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  • How Spices Can Help Curb Sugar Cravings?

    How Spices Can Help Curb Sugar Cravings?

    The Ayurveda Experience January 23, 2016

    What’s the Ayurvedic perspective on blood sugar issues?

    When people talk about blood sugar issues, they’re often referring to hypoglycemia-type symptoms in which blood-sugar levels bottom out. This can lead to sudden hunger, light-headedness, dizziness, shakes, confusion, headaches, and moodiness.

    From an Ayurvedic perspective, these symptoms are a sign of Vata (air/ether) indigestion or variable agni (agni is Sanskrit for digestive fire). These symptoms often go hand-in-hand with gas, bloating or pain after eating, constipation or a general feeling of agitation or nervousness.

    But blood sugar is a complex thing and can also be caused by an imbalance in the other doshas, Kapha (water/earth) and/or Pitta (fire/water).

    Luckily, there are some special Ayurvedic kitchen spices that are appropriate for people of any constitution or imbalance that in small amounts as part of your daily diet, will not only help to regulate blood-sugar levels and prevent diabetes but will also improve your digestion generally.

    Fenugreek Seeds

    Which doshas it pacifies: Vata and Kapha

    Health benefits: Fenugreek seeds have trigonelline and coumarin as active compounds. Such compounds are nourishing to the pancreas, and have a cholesterol-reducing effect, thus balancing sugar levels in both diabetes 1 and 2. They help treat sluggishness, gaseous digestion, and with their high mucilage content, improves the bulk of stools and soothe their passage through the intestines. They are a great remedy for lower back pain, sciatica arthritis, and are nourishing to the bones and hair.

    How to use it in your kitchen: Fry the seeds lightly in oil at the beginning of the cooking process, but don’t overdo it or they’ll become bitter. A sprinkle of sprouted fenugreek seeds can also be a lovely addition to meals.


    Which doshas it pacifies: Vata, Pitta, and Kapha. Note: the fresh root is more pungent than the dried powder so, if taken in excess, it can aggravate Vata and Pitta dosha.

    Health benefits: According to Ayurveda, turmeric is an all-around wonder spice! Turmeric helps with blood formation and purification, anemia, inflammation, skin disorders, and helps to stop bleeding. Traditionally it is also used as an ingredient in certain formulations to clear toxins, balance Kapha dosha, and reduce excess fat tissues.

    How to use it in your kitchen: Add ¼ teaspoon to soups, casseroles, curries, dals/lentils/pulses, and to hot milk before bed.


    Which doshas it pacifies: Vata and Kapha

    Health benefits: Cinnamon improves Vata indigestion, strengthens and harmonizes circulation, removes excess mucous from the lungs, and nourishes sexual reproductive tissues. Recent research has shown that cinnamon reduces blood sugar fasting levels due to its high antioxidant content and polyphenols, that help maintain insulin sensitivity.

    How to use it in your kitchen: You can add whole cinnamon quills to rice, soups, curries, or casseroles… or add a sprinkle of ground cinnamon to basically any meal, sweet or savory.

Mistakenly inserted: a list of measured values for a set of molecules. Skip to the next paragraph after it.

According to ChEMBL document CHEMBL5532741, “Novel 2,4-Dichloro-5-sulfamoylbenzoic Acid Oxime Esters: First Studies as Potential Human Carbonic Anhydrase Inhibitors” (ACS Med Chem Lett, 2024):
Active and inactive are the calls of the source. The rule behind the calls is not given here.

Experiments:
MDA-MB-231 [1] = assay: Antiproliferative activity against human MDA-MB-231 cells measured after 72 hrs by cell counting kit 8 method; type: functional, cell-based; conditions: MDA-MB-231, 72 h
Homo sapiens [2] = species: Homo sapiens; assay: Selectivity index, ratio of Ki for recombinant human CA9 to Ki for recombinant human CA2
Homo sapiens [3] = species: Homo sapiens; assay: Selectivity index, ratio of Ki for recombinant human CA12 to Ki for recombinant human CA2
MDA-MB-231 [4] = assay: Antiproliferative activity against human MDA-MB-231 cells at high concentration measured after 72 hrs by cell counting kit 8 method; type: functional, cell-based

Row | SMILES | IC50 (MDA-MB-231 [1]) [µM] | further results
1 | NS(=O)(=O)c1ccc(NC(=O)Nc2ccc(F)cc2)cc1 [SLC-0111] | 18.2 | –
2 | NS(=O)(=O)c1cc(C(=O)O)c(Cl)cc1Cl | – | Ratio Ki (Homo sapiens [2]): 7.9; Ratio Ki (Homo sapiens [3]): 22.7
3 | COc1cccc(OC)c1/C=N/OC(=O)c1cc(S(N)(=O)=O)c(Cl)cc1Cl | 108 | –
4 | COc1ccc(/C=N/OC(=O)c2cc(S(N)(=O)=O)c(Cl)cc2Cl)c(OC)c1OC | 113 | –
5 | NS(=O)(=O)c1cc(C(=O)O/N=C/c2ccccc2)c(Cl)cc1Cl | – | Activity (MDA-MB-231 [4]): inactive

Black Pepper

    Which doshas it pacifies: Vata and Kapha

    Health benefits: It helps improve digestion, circulation, and respiration. It also rejuvenates the respiratory system, destroys toxins, and kills parasites. As it contains chromium, a component of glucose tolerance factor, black pepper is a useful part of many diabetes treatments, normalizing fat tissue and preventing toxins from overflowing into the pancreas.

    How to use it in your kitchen: Black pepper can be easily added to most meals and will particularly aid the digestion of heavier foods like meat, cheese, and eggs. As it is quite heating, Pitta-types should not have black pepper in excess.

    Aloe Vera

    Which doshas it pacifies: Vata, Pitta, and Kapha

    Health benefits: The bitter taste of aloe works via the liver to encourage the release of bile which can help to regulate blood sugar levels but also lipid levels in hypertriglyceridemia. It is popularly used to heal skin in the case of sun burns, scars, and wounds. It also helps heal mucous membranes and is used to treat gastritis, ulcers, hyperacidity, and ulcerative colitis.

    How to use it in your kitchen: Consume aloe vera as a juice. A 30ml shot in the mornings with a pinch of turmeric will do the trick!


    Which doshas it pacifies: Vata and Kapha

    Health benefits: It has a light, uplifting effect on the body and mind. It improves mental clarity and stability. It enhances metabolism and so can help to reduce weight, blood sugar levels, and total cholesterol. It has been shown to increase lung capacity, reduce fever, and increases appetite while simultaneously calming the digestive tract.

    How to use it in your kitchen: Tulsi is widely available as tea, so this is the easiest way to have it. However, it is also really easy to grow (much like basil).

    Bitter Melon

    Which doshas it pacifies: Pitta and Kapha. It also has the special quality of not aggravating Vata, which is quite rare for a bitter substance.

    Health benefits: An excellent all-around medicine for blood sugar regulation. Its active constituent, charantin, is an effective hypoglycemic while its polypeptide P lowers blood-sugar levels more effectively than insulin. It is used traditionally with other herbs to treat diabetes, but also urinary disorders, anemia, and skin conditions.

    How to use it in your kitchen: Slice it very thinly and then cook in ghee with spices, until soft. You can use it as an intense pickle to accompany meals.


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